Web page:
Veteran jockey Ramon Dominguez, leading rider in the nation last year with 453 trips to the winner's circle, has been named as the jockey aboard surprise starter Caiman for Saturday's 135th running of the Belmont Stakes (gr. I). Caiman's trainer Angel Medina, speaking from Arlington Park Sunday morning, confirmed the riding assignment as he finalized plans for Caiman's van ride from Chicago to New York later Sunday afternoon. He is expected at Belmont on Monday."I know this is a super tough race because of the competition and distance, but anything can happen. The owner told me it is his dream to run a horse in the Belmont Stakes. I've have been very impressed with Smarty Jones; he's a super horse. If we win, we'd make history. If we can't, it's a million dollar race and we'd make some money finishing second or third."Caiman, who began his racing career as a 2-year-old in Mexico, was brought to the United States for his 3-year-old season. Caiman, based at Arlington Park, is coming off two straight allowance wins at Hawthorne, one on dirt and one on turf. He finished eighth in the Holy Bull (gr. III) at Gulfstream Jan. 17, in his first American start, third in an allowance race there Feb. 14, and fifth in the Swale Stakes (gr. III) on March 13. "The horse leaves for New York at about noon," said Medina Sunday morning. "I have two horses entered here at Arlington Monday, so I will probably leave for Belmont Tuesday morning. I am looking forward to the week. My horse is doing well right now. He worked well yesterday and he is eating well. He is a very happy horse." Dominguez has been the nation's leading jockey in number of wins twice in the last three years and was the leading rider in Maryland last year with 185 trips to the winner's circle despite not finishing first in any of the five meets. He also had a record breaking year at Delaware Park, winning 254 races. Dominguez was to ride Tapit in the Belmont, but the colt was declared Saturday because of a lung ailment.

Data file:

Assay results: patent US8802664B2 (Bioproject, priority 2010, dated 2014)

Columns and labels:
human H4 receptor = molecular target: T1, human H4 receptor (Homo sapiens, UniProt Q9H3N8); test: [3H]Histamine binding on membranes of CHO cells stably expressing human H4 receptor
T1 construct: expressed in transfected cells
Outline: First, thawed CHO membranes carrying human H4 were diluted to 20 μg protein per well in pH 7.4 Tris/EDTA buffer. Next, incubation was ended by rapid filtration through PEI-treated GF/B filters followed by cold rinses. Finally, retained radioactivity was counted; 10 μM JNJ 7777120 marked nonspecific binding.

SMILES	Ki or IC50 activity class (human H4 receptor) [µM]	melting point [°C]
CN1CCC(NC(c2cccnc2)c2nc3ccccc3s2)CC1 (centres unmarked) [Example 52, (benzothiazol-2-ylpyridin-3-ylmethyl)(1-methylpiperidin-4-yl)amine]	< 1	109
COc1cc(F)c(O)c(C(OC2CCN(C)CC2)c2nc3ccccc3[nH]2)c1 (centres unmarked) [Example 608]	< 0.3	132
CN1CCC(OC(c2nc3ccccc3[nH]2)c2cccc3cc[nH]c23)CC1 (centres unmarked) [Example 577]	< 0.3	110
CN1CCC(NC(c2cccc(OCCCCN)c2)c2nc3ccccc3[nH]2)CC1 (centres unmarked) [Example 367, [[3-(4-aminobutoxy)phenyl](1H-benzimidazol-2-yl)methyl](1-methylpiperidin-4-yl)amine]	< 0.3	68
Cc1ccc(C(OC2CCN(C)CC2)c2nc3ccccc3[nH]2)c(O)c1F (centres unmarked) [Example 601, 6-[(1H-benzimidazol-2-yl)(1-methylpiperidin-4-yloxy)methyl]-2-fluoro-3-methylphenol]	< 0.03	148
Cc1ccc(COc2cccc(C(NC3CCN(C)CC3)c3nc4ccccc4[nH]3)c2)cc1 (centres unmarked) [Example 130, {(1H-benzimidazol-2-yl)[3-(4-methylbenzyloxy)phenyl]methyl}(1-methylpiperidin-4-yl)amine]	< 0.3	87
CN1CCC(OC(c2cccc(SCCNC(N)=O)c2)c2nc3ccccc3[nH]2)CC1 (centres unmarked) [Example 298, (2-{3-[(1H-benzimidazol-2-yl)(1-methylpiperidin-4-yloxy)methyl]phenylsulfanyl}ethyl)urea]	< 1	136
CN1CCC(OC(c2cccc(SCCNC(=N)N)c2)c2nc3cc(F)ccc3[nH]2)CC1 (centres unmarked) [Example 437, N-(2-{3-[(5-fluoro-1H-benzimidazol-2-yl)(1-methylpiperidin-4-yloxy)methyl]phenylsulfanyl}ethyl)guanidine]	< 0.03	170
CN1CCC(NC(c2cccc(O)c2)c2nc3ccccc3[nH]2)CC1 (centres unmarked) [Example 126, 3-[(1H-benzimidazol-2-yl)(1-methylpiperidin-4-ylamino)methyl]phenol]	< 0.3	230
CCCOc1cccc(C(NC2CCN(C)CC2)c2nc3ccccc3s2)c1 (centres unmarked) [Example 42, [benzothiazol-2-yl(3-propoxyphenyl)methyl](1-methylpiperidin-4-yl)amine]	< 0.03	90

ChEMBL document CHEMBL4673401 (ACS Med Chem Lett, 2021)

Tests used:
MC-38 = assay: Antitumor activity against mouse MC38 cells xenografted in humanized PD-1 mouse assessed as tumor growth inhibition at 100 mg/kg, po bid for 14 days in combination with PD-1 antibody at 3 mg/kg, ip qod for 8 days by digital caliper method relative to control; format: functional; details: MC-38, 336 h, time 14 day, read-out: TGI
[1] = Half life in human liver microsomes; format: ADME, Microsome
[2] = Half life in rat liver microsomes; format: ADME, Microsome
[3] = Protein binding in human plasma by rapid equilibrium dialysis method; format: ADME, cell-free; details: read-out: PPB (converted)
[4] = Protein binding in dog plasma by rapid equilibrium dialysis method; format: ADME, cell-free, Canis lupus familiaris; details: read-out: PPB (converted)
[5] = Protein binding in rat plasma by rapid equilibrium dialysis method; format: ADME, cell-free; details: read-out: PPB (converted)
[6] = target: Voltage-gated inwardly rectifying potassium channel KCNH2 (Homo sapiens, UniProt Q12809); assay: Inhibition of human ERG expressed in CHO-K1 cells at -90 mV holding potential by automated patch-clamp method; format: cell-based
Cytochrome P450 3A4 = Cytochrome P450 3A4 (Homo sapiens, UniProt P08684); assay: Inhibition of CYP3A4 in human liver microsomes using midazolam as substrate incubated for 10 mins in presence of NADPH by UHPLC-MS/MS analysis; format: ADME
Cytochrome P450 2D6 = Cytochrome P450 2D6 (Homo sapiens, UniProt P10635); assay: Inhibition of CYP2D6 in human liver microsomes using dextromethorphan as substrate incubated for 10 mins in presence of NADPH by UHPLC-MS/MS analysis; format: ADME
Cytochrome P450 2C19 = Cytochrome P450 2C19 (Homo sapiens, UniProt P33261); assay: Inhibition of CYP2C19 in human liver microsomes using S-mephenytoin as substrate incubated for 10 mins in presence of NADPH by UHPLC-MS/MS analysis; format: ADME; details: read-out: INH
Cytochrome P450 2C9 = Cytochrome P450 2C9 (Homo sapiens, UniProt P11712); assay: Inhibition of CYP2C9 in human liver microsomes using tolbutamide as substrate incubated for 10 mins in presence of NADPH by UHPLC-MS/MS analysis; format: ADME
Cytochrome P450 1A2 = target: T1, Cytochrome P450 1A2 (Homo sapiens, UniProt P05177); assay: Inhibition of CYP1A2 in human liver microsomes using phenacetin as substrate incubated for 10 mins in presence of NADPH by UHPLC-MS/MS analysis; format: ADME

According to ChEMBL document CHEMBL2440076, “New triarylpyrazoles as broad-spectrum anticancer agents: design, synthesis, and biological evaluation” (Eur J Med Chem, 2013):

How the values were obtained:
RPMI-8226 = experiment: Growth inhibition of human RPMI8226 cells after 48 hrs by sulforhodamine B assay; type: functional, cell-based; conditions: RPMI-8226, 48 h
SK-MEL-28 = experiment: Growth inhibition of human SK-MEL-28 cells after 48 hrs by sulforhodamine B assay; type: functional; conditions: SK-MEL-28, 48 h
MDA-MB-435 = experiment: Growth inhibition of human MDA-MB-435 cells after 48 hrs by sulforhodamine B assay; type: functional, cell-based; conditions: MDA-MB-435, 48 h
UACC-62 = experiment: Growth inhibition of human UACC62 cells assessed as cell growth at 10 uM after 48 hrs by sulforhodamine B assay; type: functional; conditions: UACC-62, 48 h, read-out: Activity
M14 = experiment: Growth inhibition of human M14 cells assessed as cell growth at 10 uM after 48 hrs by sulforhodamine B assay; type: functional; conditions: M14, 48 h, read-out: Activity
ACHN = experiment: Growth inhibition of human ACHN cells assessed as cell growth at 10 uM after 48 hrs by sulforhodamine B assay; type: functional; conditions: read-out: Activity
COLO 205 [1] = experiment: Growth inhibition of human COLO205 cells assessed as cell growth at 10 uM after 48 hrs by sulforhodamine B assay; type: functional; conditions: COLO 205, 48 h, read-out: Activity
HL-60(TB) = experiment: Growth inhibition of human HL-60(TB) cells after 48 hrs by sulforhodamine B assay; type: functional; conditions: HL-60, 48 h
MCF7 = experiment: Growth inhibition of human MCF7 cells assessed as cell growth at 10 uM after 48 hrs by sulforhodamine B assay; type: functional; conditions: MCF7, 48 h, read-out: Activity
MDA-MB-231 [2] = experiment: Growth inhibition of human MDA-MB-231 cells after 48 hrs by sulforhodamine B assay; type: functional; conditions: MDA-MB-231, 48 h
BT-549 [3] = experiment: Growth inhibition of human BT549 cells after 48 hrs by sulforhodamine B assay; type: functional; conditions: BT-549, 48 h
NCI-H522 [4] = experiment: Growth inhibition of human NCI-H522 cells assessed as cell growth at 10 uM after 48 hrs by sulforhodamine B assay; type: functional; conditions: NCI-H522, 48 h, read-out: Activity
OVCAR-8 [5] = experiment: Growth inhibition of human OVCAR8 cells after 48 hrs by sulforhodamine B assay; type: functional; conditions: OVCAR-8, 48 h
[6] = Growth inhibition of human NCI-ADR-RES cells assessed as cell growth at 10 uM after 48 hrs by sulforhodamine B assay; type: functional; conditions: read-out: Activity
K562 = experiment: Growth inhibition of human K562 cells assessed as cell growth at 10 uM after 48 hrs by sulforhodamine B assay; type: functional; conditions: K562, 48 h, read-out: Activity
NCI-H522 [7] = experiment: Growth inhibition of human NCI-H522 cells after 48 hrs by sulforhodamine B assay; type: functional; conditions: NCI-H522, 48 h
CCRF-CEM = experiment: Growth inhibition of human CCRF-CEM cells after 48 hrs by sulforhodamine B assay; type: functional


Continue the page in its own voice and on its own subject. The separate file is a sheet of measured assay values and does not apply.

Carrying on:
"I have had good luck with Ramon Dominguez since his arrival in the United States," said Medina. "The first American win of his career came at Hialeah in 1996 aboard a horse I trained named Solo Moondance." Dominguez, 27, and Medina, 62, were both born in Caracas, Venezuela, and began their careers in their native country at La Rinconada Racecourse. Medina started training in 1966 and came to the United States two decades later, but Dominguez came to America after riding about one year in Venezuela.